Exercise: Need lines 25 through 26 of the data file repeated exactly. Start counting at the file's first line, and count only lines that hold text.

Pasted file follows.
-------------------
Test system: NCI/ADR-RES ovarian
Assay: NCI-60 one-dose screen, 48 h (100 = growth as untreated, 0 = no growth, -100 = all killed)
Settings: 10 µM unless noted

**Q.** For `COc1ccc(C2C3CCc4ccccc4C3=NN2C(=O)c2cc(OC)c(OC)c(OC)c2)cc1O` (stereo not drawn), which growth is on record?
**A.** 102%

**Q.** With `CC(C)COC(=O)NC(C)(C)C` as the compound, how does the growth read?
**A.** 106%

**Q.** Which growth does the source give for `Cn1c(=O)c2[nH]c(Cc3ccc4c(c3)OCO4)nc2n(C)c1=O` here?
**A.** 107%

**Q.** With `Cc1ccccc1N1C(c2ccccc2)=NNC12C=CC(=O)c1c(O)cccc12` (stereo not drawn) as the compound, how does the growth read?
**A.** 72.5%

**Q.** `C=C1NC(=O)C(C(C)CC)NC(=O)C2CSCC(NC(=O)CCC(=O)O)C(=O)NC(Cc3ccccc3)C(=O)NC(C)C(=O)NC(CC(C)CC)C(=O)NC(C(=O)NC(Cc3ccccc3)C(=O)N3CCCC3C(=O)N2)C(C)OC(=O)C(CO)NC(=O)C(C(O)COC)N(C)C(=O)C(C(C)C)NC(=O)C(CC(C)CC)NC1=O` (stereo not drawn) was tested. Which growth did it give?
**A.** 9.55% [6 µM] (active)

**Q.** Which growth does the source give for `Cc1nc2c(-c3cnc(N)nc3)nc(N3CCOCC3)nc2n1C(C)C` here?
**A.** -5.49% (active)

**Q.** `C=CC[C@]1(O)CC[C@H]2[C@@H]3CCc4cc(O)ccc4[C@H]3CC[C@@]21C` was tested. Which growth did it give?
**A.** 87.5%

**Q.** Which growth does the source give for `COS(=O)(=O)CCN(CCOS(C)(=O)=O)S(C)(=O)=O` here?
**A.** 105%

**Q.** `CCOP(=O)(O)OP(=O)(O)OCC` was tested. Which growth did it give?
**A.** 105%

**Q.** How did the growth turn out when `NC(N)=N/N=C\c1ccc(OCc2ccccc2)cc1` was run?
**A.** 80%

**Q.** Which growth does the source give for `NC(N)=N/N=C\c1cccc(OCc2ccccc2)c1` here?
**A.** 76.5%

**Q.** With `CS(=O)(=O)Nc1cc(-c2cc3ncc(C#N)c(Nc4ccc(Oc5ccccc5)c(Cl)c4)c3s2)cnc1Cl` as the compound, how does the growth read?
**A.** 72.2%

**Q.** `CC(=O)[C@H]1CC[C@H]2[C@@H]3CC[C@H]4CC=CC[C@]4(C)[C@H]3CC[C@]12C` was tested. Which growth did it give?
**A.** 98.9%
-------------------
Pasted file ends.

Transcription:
**A.** 76.5%

**Q.** With `CS(=O)(=O)Nc1cc(-c2cc3ncc(C#N)c(Nc4ccc(Oc5ccccc5)c(Cl)c4)c3s2)cnc1Cl` as the compound, how does the growth read?